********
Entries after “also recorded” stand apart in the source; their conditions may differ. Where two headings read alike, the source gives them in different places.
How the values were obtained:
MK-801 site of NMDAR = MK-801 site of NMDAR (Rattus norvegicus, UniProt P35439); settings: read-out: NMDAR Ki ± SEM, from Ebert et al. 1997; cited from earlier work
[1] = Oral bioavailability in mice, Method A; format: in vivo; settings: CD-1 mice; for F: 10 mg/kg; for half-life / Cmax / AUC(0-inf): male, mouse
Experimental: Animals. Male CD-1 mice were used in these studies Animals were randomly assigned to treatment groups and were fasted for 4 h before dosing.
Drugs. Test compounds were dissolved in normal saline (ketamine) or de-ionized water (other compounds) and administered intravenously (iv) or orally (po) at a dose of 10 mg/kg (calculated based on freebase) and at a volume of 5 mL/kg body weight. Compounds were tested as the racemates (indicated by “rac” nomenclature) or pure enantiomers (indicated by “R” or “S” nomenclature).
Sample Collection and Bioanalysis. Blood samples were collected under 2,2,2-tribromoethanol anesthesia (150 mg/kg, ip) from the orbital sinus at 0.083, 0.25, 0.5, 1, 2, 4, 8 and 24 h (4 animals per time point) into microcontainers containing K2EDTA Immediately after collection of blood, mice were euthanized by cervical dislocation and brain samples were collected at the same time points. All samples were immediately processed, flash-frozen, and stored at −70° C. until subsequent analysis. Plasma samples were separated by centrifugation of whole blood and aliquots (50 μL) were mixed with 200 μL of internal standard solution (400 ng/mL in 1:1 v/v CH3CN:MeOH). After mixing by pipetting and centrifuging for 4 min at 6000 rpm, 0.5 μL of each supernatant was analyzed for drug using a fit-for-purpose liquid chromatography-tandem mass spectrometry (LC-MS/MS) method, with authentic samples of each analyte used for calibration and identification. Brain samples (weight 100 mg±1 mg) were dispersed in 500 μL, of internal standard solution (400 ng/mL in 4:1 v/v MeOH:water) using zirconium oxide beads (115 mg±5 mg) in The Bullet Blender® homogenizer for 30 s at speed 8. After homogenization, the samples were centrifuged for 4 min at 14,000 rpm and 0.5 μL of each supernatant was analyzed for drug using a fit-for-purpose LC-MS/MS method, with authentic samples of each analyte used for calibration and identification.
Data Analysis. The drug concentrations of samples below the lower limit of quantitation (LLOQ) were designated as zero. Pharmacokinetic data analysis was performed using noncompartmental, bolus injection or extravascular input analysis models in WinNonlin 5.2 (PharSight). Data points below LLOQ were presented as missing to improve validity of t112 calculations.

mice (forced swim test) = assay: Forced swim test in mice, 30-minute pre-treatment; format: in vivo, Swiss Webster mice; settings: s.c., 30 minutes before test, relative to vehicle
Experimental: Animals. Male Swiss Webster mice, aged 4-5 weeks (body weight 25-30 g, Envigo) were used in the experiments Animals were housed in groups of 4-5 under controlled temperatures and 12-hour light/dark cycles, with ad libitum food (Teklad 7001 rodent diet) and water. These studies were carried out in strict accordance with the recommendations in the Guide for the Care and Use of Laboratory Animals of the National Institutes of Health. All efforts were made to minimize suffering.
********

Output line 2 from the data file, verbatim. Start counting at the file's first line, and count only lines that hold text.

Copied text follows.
How the values were obtained: